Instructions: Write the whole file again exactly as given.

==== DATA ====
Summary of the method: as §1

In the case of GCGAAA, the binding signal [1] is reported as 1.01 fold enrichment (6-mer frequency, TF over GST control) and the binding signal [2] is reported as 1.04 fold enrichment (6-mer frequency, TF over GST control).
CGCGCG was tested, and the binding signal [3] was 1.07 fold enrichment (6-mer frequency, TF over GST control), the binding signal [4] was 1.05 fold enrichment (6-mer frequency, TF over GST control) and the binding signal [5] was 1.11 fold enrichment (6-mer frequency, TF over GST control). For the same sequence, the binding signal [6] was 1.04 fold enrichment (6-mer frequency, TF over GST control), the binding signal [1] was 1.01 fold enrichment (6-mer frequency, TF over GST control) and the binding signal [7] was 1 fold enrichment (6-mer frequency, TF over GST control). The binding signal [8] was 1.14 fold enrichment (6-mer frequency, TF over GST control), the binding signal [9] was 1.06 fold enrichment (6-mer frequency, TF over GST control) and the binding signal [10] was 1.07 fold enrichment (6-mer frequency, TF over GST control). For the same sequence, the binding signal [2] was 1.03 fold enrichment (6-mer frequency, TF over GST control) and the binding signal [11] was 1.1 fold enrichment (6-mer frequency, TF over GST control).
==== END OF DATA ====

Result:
Summary of the method: as §1

In the case of GCGAAA, the binding signal [1] is reported as 1.01 fold enrichment (6-mer frequency, TF over GST control) and the binding signal [2] is reported as 1.04 fold enrichment (6-mer frequency, TF over GST control).
CGCGCG was tested, and the binding signal [3] was 1.07 fold enrichment (6-mer frequency, TF over GST control), the binding signal [4] was 1.05 fold enrichment (6-mer frequency, TF over GST control) and the binding signal [5] was 1.11 fold enrichment (6-mer frequency, TF over GST control). For the same sequence, the binding signal [6] was 1.04 fold enrichment (6-mer frequency, TF over GST control), the binding signal [1] was 1.01 fold enrichment (6-mer frequency, TF over GST control) and the binding signal [7] was 1 fold enrichment (6-mer frequency, TF over GST control). The binding signal [8] was 1.14 fold enrichment (6-mer frequency, TF over GST control), the binding signal [9] was 1.06 fold enrichment (6-mer frequency, TF over GST control) and the binding signal [10] was 1.07 fold enrichment (6-mer frequency, TF over GST control). For the same sequence, the binding signal [2] was 1.03 fold enrichment (6-mer frequency, TF over GST control) and the binding signal [11] was 1.1 fold enrichment (6-mer frequency, TF over GST control).